This was one of my favourite photo spots on the walk

This first section takes you through the woods. After about 10 minutes, you’ll cross a small wooden bridge and come across an ancient barrow and an old shooting lodge on the left. I thought the shooting lodge was a really cool photo spot so make sure you’ve got your camera ready. 

If you keep following the path through the woods, you’ll eventually pass a small cottage on the right. This is Clipper Down Cottage. If you pass through the gate and keep on the path, you’ll eventually come to a fork in the road.

ivinghoe beacon boundary trail
Make sure you take the left fork here

Now, a lot of people carry on the same path directly to Ivinghoe Beacon as this is the quickest route. However, make sure you turn left here!

This is a really quiet and relaxing section that showcases the beauty of the Chiltern Hills. When Chloe & I were here, we saw hardly anyone else on this path and it felt like we had the place to ourselves.

Oh, there is a sign to Ashridge Estate Boundary Trail. Follow this and you’ll be on the right trail.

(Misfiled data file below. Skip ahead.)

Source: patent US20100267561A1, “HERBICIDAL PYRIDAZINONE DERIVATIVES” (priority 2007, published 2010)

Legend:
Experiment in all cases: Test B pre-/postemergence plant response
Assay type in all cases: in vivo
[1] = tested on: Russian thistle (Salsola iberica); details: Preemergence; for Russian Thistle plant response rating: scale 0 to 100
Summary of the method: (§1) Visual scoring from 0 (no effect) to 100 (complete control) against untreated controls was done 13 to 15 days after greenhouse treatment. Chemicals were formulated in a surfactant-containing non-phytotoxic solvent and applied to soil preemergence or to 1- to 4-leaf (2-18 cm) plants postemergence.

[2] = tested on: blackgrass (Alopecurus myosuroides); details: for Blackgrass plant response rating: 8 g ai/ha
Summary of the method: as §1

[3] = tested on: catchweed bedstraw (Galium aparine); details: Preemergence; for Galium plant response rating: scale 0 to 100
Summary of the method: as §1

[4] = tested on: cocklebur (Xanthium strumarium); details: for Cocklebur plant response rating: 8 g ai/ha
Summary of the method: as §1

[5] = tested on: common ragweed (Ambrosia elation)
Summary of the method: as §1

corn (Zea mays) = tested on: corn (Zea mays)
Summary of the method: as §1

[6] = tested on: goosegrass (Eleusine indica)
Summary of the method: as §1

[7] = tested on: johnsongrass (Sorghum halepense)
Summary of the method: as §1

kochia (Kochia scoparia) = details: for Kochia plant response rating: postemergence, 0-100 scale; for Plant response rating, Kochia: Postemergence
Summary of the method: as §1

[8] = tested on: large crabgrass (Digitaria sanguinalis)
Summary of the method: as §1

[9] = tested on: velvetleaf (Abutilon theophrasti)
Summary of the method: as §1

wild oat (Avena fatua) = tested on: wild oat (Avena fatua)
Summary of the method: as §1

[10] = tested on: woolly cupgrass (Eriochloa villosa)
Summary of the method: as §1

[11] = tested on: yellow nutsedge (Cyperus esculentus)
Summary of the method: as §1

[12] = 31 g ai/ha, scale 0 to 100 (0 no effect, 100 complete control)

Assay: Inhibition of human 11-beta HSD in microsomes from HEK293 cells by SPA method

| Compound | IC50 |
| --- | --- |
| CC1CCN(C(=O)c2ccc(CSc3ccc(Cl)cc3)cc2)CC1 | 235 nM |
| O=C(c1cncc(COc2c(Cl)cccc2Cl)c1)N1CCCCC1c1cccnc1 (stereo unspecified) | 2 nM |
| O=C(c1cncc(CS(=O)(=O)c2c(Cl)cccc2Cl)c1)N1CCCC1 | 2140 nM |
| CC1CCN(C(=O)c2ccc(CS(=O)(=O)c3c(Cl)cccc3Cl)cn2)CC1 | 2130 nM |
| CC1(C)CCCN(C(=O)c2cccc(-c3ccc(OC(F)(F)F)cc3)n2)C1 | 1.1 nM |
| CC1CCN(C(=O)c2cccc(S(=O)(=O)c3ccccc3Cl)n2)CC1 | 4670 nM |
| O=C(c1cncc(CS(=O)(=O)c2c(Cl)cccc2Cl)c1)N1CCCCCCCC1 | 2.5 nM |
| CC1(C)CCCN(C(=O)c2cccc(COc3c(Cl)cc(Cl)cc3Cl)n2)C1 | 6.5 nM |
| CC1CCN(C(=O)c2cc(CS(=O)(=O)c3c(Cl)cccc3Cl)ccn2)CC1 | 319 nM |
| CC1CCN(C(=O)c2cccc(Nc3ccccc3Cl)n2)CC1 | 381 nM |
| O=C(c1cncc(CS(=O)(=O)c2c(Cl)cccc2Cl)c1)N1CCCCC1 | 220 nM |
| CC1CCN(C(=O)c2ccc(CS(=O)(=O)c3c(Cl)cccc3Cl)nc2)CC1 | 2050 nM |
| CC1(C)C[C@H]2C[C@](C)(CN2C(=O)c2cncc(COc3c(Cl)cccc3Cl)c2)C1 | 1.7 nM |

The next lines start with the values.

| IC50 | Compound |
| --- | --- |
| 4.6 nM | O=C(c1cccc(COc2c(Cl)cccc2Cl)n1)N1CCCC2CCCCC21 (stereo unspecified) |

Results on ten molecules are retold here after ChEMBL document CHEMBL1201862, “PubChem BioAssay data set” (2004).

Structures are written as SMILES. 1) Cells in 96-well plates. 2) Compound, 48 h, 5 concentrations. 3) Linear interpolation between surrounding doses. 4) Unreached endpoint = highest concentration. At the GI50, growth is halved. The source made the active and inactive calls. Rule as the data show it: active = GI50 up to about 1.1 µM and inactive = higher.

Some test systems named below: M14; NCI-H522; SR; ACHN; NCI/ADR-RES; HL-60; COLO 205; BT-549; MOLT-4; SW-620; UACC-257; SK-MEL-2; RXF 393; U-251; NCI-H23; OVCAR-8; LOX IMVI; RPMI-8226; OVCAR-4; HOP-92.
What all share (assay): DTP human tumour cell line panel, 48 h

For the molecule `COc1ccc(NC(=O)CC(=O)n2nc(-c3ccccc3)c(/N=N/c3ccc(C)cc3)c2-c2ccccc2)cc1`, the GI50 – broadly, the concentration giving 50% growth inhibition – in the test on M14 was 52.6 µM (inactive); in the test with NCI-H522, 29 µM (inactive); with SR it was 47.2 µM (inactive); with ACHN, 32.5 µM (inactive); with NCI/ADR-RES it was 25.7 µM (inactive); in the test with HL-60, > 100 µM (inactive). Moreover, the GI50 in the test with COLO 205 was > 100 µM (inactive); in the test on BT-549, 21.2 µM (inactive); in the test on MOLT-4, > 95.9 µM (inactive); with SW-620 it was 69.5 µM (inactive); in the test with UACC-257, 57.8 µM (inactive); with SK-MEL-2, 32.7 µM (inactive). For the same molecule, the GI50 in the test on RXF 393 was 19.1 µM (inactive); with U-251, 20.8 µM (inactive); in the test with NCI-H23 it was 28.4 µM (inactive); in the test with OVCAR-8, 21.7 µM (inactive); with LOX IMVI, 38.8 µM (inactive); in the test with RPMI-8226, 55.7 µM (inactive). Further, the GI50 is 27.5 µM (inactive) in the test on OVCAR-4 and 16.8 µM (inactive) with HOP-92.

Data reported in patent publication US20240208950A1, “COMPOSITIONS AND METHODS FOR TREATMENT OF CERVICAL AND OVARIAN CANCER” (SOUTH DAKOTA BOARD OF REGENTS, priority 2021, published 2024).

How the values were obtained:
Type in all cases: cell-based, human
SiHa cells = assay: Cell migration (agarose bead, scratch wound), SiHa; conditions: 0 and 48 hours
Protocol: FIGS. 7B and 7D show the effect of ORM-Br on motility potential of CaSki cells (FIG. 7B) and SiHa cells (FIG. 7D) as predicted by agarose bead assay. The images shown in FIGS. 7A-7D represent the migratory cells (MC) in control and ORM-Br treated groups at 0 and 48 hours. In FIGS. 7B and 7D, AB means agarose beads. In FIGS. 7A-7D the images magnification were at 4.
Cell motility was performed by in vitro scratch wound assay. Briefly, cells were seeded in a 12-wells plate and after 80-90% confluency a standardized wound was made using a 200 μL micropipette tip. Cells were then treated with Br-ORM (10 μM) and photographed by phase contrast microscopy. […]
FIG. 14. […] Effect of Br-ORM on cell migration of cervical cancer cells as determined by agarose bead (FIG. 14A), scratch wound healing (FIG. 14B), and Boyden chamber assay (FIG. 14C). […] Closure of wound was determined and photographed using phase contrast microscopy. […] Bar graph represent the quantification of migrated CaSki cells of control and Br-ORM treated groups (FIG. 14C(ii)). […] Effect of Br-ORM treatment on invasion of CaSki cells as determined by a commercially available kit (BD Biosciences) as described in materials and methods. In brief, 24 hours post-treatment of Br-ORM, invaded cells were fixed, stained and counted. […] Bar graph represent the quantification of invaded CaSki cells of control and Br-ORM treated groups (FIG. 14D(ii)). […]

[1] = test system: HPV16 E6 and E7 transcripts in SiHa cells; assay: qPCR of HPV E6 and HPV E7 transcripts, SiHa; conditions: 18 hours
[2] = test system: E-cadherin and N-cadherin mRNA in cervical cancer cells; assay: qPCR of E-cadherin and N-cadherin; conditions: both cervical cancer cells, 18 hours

Section 2: Ashridge Estate Boundary Trail to Ivinghoe Beacon

buckinghamshire countryside
These are the views of the Chiltern Hills

If you keep following this path downhill, you’ll eventually come to a clearing with views of Pitstone Hill in front of you. Pitstone Hill is a great detour if you fancy climbing up it. If not, keep on following the path to the fields below.

I would say the view of Pitstone Hill is a really good place to stop for a snack or for lunch. Chloe & I found some massive logs up on a bank – there is a horizontal tree trunk there that’s basically like a bench, it’s just perfect. Also, if you’ve got the little ones with you, they will love climbing over all the logs. I know I certainly did. 

beacon signpost
Follow the sign to Ivinghoe Beacon

Once you’ve had a break, if you keep on following the fence then it’ll bring you to a crossroads with a sign post. From here, turn right onto the grassy path and head towards the hills. Follow this path uphill, passing the spectacular deep valley of Incombe Hole on your left.

This is one of only two uphill sections and it’s short too. Five minutes and you’ll be at the top with views of the valley gouged into the landscape below.

Follow the trail past a dense block of hawthorn scrub and you’ll eventually come to a short woodland section.